AI reconstructs lost art painted over by Picasso

A 3D printer then layered the paint and ink on a canvas that you can buy.

A physicist and a neuroscientist teamed up to reconstruct lost art hidden beneath a famous Pablo Picasso painting, recreating it with the help of AI and 3D printing.

The lost art: Throughout this career, Picasso often reused canvases, painting over his own creations, as well as those of other artists.

In 2018, an Ontario art gallery used x-ray technology to reveal a landscape lurking below his famous work, La Miséreuse accroupie (The Crouching Woman).

The challenge: Picasso contemporary Santiago Rusiñol is believed to be the artist behind that painting, which depicts a historical garden in Barcelona.

However, the x-ray technology may have been able to reveal the basic composition of the lost art, but it wasn’t able to let anyone see what Rusiñol’s work might have actually looked like before Picasso painted over it.

The tech solution: In 2019, two University College London researchers — physicist George Cann and neuroscientist Anthony Bourached — founded Oxia Palus, an art collective on a mission to “uncover masterpieces lost to the ages using AI.”

Oxia Palus trained an AI in Rusiñol’s style using another of his artworks, Terraced Garden in Mallorca. The AI then reconstructed the lost art below Picasso’s painting in a way that might have matched the original.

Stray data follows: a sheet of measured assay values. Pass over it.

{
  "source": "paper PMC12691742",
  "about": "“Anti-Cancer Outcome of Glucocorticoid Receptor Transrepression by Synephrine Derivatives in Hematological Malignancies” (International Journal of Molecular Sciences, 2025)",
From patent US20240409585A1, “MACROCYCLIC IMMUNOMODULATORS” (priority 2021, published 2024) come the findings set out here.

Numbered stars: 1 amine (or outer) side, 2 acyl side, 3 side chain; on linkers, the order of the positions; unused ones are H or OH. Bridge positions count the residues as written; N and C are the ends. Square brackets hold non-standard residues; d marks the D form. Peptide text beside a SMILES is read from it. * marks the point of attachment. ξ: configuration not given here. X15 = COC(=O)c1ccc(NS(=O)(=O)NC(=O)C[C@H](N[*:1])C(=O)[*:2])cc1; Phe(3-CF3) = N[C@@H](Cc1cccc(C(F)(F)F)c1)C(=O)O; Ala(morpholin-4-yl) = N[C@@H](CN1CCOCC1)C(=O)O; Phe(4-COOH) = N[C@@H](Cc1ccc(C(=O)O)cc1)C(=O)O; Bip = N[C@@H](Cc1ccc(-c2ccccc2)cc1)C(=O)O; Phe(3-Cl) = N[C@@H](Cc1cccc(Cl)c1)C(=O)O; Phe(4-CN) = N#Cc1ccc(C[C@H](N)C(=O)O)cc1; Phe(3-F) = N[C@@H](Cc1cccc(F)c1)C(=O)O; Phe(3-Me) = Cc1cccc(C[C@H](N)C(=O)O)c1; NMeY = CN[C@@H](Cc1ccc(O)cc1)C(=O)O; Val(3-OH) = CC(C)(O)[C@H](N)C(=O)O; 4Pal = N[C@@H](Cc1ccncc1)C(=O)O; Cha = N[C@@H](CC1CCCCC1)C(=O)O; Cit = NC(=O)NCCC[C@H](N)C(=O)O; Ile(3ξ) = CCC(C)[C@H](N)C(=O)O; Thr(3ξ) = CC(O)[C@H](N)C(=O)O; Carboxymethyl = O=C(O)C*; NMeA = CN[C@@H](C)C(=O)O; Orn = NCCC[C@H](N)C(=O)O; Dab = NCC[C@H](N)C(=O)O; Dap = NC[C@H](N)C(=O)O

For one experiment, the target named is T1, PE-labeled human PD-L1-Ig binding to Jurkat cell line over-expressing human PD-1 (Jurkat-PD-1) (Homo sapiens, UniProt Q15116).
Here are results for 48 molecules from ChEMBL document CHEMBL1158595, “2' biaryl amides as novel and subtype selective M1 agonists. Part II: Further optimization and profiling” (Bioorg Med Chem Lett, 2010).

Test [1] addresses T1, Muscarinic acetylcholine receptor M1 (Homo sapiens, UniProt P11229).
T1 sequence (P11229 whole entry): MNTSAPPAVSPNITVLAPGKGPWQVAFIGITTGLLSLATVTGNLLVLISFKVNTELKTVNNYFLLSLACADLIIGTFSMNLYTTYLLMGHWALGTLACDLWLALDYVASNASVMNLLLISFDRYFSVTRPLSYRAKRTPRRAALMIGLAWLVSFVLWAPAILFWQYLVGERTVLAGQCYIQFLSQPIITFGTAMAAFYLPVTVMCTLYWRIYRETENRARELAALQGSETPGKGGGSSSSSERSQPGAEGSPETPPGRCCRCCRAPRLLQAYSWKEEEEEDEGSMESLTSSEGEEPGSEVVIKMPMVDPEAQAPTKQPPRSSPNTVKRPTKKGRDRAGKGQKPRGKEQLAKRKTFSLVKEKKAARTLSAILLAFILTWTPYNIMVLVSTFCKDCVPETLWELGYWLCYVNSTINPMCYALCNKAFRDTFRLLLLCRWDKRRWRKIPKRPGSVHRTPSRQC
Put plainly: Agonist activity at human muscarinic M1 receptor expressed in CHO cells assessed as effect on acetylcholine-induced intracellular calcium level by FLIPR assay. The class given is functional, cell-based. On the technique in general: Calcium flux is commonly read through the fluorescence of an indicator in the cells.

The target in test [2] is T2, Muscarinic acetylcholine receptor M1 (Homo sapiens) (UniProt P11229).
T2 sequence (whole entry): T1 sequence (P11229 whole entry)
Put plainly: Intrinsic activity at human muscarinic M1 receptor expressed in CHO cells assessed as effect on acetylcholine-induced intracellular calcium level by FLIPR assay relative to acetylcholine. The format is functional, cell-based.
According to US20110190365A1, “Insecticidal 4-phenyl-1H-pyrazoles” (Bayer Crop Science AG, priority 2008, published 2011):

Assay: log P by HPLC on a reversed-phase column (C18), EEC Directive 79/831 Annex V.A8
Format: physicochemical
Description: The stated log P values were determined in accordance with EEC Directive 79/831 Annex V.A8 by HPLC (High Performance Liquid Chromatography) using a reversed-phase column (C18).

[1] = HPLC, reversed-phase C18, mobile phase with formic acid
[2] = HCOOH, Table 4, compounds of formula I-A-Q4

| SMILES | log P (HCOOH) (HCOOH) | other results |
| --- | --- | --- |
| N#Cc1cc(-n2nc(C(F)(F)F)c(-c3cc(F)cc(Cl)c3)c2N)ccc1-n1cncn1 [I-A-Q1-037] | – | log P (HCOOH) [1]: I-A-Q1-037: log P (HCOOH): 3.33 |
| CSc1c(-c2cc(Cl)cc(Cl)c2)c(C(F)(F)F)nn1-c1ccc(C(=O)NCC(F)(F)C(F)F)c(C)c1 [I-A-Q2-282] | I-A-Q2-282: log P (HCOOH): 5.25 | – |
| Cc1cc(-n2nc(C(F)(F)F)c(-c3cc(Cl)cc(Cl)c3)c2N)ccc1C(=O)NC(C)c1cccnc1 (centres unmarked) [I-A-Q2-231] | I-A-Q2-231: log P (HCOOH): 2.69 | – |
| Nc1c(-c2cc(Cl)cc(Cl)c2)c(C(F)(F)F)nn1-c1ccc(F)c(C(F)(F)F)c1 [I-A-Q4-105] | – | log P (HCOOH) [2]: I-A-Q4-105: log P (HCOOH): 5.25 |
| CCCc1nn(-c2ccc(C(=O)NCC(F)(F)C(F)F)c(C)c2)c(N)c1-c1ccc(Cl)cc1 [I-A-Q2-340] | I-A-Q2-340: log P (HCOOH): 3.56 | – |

Putting paint to canvas: Now, Oxia Palus has produced 100 copies of the reconstruction on canvas, using 3D printing to layer the paint in a way designed to mimic Rusiñol’s actual brush strokes.

“It’s something that hasn’t been done before and is actually a patent-pending approach for us,” Bourached told Artnet News. “The layering of this paint and ink on a canvas is pushing the state of the art in 3D print technology.”

The collective is selling the canvases through Morf Gallery for $11,111.11 each. (And because this is 2021, each painting will come with an NFT-linked code to verify its authenticity.)

First of many: Oxia Palus calls the technique used to reconstruct the lost art the “neomastic process.” The artwork itself is the first “NeoMaster” — but the collective hopes many more will follow.

“There are potentially thousands of works out there that we could see in the next few years that haven’t been seen in hundreds of years,” Cann told Artnet News.

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